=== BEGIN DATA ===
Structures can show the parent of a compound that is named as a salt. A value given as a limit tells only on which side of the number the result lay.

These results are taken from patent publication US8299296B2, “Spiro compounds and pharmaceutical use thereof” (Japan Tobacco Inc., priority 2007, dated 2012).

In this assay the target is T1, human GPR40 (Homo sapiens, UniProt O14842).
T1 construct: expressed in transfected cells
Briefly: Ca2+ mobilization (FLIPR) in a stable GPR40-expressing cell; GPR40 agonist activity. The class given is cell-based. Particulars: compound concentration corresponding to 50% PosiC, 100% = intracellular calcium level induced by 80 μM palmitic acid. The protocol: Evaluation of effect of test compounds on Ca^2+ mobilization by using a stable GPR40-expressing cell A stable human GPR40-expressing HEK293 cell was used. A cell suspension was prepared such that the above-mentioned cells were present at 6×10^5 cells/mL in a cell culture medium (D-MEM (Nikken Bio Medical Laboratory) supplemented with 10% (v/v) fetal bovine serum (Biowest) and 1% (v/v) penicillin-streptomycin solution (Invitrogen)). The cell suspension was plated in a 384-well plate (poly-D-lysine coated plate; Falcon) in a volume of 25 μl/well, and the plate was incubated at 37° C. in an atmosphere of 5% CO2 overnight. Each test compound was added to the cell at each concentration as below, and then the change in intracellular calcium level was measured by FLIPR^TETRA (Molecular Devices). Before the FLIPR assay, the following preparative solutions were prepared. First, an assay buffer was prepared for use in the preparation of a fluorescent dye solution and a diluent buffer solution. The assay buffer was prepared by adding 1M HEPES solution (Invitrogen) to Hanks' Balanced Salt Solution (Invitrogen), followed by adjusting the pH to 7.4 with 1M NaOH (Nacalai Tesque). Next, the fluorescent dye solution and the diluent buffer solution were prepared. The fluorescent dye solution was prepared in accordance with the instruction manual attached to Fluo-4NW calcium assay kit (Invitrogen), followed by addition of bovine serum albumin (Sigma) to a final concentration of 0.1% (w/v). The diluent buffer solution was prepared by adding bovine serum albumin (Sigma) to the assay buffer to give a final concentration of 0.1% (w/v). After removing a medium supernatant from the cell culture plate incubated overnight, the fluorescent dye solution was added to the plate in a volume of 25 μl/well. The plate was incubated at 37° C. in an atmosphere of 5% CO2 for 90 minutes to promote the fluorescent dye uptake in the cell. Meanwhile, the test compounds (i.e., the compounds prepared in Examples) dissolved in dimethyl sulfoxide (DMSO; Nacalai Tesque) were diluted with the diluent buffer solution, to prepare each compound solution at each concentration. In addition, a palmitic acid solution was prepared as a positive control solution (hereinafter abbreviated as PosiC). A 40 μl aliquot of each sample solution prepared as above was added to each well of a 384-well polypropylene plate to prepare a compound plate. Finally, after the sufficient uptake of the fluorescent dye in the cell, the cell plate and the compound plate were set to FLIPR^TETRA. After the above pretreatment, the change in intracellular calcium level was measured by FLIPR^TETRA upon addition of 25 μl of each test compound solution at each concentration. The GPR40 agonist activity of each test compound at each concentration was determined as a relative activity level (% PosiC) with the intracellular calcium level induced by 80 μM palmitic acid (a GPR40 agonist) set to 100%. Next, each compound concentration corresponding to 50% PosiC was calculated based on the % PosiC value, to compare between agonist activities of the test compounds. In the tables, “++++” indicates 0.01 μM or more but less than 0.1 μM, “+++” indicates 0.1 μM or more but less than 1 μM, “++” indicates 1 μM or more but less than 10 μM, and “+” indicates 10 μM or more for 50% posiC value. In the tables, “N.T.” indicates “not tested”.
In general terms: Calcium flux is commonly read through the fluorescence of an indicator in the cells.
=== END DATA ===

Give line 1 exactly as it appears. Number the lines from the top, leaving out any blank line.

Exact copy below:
Structures can show the parent of a compound that is named as a salt. A value given as a limit tells only on which side of the number the result lay.